Posted on

A hope note

I’ve never taken a physics class, but I do remember reading somewhere about Sir Isaac Newton’s third law of motion: for every action in nature, there is an equal and opposite reaction.
For example, the good luck of the early bird that gets the worm means that the early worm had bad luck.
Or take lottery winners. Many have said years later that the day they won the lottery was the worst day of their lives because the win translated into a trail of lost families, lost friendships and lost lives.
Or take the escalation of gas prices. As infuriating as it is for most all of us and devastating for some of us, it undeniably is having some positive reactions.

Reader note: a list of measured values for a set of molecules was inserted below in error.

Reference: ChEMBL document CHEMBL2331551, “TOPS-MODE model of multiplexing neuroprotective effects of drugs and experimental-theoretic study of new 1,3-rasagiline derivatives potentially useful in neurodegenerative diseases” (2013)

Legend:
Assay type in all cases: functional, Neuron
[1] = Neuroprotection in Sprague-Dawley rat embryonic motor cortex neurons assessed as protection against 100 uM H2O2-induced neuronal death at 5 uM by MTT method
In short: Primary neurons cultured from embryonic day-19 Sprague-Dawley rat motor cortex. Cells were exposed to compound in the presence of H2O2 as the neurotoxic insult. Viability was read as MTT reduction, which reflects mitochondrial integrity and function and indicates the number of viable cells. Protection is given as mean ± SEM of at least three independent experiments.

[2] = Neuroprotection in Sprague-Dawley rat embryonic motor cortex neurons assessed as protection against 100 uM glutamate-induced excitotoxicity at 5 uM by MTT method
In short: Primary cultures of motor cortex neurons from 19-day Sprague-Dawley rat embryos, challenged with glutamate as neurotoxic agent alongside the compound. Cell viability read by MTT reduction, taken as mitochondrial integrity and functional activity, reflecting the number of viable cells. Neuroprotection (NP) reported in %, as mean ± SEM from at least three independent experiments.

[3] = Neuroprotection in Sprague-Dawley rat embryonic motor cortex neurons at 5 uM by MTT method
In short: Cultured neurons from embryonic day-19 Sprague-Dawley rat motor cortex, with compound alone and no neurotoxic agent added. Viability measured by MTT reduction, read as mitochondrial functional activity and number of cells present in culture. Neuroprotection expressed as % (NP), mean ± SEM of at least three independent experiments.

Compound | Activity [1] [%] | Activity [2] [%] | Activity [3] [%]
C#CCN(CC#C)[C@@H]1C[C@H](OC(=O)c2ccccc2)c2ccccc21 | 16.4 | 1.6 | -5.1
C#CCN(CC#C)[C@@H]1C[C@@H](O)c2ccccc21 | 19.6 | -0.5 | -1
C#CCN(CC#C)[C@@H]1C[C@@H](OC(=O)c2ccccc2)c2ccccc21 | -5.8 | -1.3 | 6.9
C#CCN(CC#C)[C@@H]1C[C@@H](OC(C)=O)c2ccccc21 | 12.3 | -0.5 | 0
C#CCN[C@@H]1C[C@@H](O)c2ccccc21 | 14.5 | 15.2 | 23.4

As people are driving less, highway fatalities are down 15 to 20 percent.
Neighborhood stores are getting more customers. Some consumers apparently are thinking, ‘How intelligent is it for me to hop in my car and burn $10 of gas to find a deal halfway across town instead of going to my neighborhood store and paying a little more?’
Neighbors are interacting with neighbors more, some for the first time. Ride-sharing is up.
More people are walking. Could the high price of driving actually affect therapeutically our country’s obesity epidemic?
People buying smaller or hybrid cars means fewer total emissions and a cleaner environment.
One very hopeful sign is that library usage is way up. With almost everything else going up in cost, reading books, thanks to our country’s public library system, is free. In those books, people come across wisdom like the sentence from Sir Francis Bacon: ‘Prosperity best discovers vice; adversity best discovers virtue.’
Some of those old British sirs, like Newton and Bacon, really knew how to turn a phrase.